Now the computer broke down, and nothing can be salvaged from the practically melted hard drive. When trying to connect the external drive to another computer it (the external drive) started to emit smoke. And guess what? Nothing to salvage there either.

Luckily, I had the iPod. Untill it dropped from my pocket and rolled under the wheels of a bus.

Well, I still have a few CDs with special value to me, by bands I have heard when travelling abroad. But the rest is floating in the air as electronic charges (or whatever happens to music when it dies). If you catch any, feel free to use it as you see fit!

13.01.2010 22:24:39 Aapo wrote : "must admit..."

I have to admit a change too. My consumer habits have changed to buying records when I can have them cheap, meaning midprice records or sales (like the If Society sale, just spent 70 eur on that :)).

Also, I have to admit my slight defence mode on these conversations. My defence is that my habits have changed also due to other reasons than "records being stupid". Recently my girlfriend moved in with me and this of course meant that I would no longer have my massive record collection in the living room :) So, lack of space is one reason for the change. Well, I have to say that I feel like an idiot telling this, but now I would much rather buy vinyl, because I still have some space for that part of my record shelf. All the CD storage space is filled :/ This is why I sometimes settle for Spotify listening if the album is "semi-good".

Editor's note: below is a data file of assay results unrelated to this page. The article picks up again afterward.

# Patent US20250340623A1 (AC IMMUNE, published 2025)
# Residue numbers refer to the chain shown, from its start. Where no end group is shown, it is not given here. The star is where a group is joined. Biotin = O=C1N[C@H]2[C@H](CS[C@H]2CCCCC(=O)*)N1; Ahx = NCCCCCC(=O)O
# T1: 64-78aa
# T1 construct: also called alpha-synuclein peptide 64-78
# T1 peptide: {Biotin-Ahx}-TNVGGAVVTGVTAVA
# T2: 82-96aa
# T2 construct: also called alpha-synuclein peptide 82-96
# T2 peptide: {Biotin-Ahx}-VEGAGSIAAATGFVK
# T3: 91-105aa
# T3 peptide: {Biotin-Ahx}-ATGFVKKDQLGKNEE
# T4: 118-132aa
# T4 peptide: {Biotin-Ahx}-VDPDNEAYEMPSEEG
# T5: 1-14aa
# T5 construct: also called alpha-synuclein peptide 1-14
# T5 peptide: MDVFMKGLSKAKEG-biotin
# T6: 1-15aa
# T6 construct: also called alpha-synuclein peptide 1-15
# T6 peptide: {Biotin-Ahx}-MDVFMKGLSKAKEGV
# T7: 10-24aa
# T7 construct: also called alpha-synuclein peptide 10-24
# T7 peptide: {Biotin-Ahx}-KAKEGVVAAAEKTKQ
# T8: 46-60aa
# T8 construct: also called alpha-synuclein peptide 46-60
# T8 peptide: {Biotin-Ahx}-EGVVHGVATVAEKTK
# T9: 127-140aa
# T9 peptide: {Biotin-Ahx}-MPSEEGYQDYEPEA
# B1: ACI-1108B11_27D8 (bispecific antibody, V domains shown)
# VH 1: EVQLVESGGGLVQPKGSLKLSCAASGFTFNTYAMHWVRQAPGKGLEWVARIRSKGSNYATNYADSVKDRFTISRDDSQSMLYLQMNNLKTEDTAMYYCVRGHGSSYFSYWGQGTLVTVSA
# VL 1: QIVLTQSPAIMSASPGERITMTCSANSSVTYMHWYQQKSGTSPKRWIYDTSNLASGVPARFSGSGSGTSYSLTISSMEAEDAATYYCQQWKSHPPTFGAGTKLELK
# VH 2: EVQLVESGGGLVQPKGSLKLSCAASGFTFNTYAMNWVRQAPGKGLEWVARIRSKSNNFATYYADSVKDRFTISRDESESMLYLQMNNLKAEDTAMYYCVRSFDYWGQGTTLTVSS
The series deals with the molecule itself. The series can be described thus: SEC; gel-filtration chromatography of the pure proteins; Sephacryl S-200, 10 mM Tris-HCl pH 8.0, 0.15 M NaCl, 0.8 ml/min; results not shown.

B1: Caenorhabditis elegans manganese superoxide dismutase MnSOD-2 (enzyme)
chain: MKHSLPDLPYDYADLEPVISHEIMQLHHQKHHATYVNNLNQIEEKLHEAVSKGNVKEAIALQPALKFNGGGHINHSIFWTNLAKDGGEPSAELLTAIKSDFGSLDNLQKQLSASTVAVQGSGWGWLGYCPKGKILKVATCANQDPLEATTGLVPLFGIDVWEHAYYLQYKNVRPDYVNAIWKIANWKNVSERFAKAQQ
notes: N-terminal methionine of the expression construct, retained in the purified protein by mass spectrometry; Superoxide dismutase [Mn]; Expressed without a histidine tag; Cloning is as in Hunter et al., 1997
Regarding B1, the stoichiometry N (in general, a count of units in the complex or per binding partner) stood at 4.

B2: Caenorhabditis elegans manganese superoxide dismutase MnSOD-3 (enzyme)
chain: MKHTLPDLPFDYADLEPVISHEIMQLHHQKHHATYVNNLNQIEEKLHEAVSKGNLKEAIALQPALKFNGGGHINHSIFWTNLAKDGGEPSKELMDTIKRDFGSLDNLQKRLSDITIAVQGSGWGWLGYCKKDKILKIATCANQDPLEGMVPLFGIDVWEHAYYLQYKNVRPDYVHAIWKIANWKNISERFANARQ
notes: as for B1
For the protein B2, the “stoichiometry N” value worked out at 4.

Still, there are some must-buy items, for example the last Varjo album, which will be released in a couple of weeks. I'm not even considering whether to buy it or not. Probably I'm going to buy a CD and two vinyls, the second one to store as a collectors' item :)

I like to listen to my iPod when I'm walking to work, but I'm terrified by the idea that the iPod and Spotify would be my only sources of music. I'm a music freak of that kind, that the albums don't seem complete to me without the cover art and every detail written on the cover. Of course Apple has now introduced its new iTunes format with pictures, video and all kinds of graphical material attached to the albums, but having the cover art in that format would just mean spending more time on the computer and I certainly do not want that.

27.03.2010 14:41:51 Janne wrote : "on LPs"

Downloading is killing cd sales because cd does not have too much substance as a product. At the same time almost forgotten vinyl is getting stronger and stronger because listening to LP is more real and authentic experience than digital listening.

27.03.2010 18:30:36 Tommi wrote

Janne: Agreed, yet vinyl sales will never again get to a commercially substancial level. CD has crashed and vinyl has multiplied sales, but if you multiply a tiny tiny number, it's still a pretty small number.